Despite major efforts to boost its population, the fertility rate in South Korea has dropped yet again — and the country already had the lowest fertility in the developed world.

According to South Korean government numbers in Statistics Korea, the average number of children per woman fell to .78 in 2022, from its previous low of .81 in 2021. The “replacement rate” — the number of births per woman in order to keep population numbers stable unless immigration can make up the difference — is 2.1 children per woman.

“That is the lowest among countries in the Organisation for Economic Co-Operation and Development (OECD), which had an average rate of 1.59 in 2020, and far below 1.64 in the United States and 1.33 in Japan the same year,” Reuters reported. It noted that in 2020 it was the only OECD-member country to have a rate below 1.0, “giving it a shrinking population.”

CNN reported that South Korea recorded more deaths than births in 2020 and has continued to do so. The birth rate has been dropping for more than eight years.

“In 2022, the country recorded about 249,000 births and 372,800 deaths,” the article said.

The pandemic made things worse. Because COVID-19 boosted the number of deaths, the gap between births and deaths is expected to narrow some unless the virus resurges dramatically.

Neighboring Japan, which has long been pointed to as an example of an aging population that could face struggles as a result of too few births, has a fertility rate of 1.3.

Like elsewhere in the world, including the United States, South Korean women are also having their first child at older ages — in 2022, the average age of first childbirth was 33.5 years there. In the United States, the Deseret News reported the age of first-time moms was a historic 27.3 years old in 2021.

The rising cost of shrinking

Efforts to bolster fertility have not worked in South Korea, despite a reported investment of about $200 billion over 16 years by way of cash incentives. Those efforts have included paid parental leave, including paternity leave, so-called “baby vouchers” to new parents and more. The South Korean government has provided subsidies for child care, for pregnancy and to help with the cost of giving birth, among other measures.

The Washington Post noted some of the challenges facing South Korea as a result of its shrinking population: “This demographic slump is bogging down the growth prospects of Asia’s fourth-largest economy. In one example, some 300 public schools closed across the country over the past decade.”

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The article notes other challenges, too. “As South Korea’s working-age population shrinks, a shortage in tax revenue is a major concern amid the growing burden of elderly care. Official estimates show that South Korea’s pension fund is expected to run out by 2055.”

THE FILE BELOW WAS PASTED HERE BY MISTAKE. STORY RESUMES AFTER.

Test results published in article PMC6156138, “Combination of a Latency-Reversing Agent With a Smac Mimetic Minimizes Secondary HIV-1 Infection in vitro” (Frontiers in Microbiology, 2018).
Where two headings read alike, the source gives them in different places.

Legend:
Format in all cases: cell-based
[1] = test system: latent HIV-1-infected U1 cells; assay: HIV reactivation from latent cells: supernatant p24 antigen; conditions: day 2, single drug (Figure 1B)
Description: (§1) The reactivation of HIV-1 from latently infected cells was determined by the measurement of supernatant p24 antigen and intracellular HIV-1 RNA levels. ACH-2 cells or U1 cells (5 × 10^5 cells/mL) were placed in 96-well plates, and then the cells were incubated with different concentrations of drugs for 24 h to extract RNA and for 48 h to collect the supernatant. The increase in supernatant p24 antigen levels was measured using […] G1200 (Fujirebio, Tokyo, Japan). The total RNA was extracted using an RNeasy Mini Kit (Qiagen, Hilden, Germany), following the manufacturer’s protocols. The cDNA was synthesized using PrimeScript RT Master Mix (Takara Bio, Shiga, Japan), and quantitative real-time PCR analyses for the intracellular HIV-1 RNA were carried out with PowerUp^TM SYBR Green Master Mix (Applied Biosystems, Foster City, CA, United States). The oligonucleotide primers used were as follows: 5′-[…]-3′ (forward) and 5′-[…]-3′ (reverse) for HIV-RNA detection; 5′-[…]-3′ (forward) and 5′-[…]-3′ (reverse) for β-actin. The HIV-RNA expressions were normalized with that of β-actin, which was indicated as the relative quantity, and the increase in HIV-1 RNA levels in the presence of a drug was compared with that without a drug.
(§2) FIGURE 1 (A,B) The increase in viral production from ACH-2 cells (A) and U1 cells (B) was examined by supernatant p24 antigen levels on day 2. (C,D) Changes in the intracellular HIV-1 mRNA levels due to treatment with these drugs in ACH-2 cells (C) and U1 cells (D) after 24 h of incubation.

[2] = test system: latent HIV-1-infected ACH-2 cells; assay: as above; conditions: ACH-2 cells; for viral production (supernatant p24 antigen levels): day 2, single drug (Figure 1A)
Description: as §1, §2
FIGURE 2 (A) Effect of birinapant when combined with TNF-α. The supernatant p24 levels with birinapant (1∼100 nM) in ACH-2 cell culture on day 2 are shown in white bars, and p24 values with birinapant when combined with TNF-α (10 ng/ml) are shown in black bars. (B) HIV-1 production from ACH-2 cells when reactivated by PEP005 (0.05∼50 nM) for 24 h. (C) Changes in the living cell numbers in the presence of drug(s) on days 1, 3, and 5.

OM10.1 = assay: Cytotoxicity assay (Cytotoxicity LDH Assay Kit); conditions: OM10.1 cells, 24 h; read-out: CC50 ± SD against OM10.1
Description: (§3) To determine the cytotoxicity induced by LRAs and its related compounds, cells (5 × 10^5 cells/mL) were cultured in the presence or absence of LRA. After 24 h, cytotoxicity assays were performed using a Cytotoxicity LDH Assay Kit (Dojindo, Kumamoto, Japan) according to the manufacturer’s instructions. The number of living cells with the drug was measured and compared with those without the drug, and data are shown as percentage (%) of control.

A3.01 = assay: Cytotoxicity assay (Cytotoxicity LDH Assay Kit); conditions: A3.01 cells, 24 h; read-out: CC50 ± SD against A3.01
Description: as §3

The Washington Post notes that while cash incentives have not been effective, other policies might be. “Experts say policies should tackle more fundamental problems that drain family resources, such as limited living space, long work hours and a cutthroat education landscape in the highly competitive society. Women’s rights advocates point to sexist norms that make it hard for working women to balance a career and motherhood.”

A number of articles said that housing costs and work demands play a role in the decline of both fertility and marriage.

NIkkei Asia reported that the number of marriages in South Korea also fell to a record low of 191,697 in 2022.

And marriage and childbirth are closely related in the country, with stigma attached to giving birth without being married. Some benefits have also traditionally not been available for unwed parenting in South Korea.

Worldwide focus on fertility

A study by the Wheatley Institute at Brigham Young University found that “in OECD countries, later marriage tends to mean lower fertility, while births outside of marriage don’t completely make up for the lost marital births,” as the Deseret News reported in October.

The Deseret News has explored the worries that go along with falling fertility in America and around the world.

Demographer Lyman Stone, a research fellow at the Institute for Family Studies and one of that report’s authors, said it’s likely that folks would be “more inclined to have children if their governments created policies to improve the quality of life for young adults and families.”

The Deseret News reported on a Bowling Green State University study showing that a woman’s age at both first birth and last birth is important: “The beginning and the ending of having children are tied together in ways that shape the future economy, a woman’s ability to have the number of children she wants, the coming workforce and even whether neighborhoods build or shutter schools. Questions of maturity and resources — not all financial — come into play. And this particular landscape has been changing for many years.”

Other ramifications of a low fertility rate, as Deseret News reported in 2021, are women not having the number of children they desire and a possible increase in loneliness in old age, as well as an impact on schools, the economy, entrepreneurship, amassing personal wealth and even for relationships.

Research suggests that the workforce and social safety net in countries are both at risk without robust succeeding generations of workers and parents. Economic stagnation and a too-weak safety net are real possibilities, experts have said.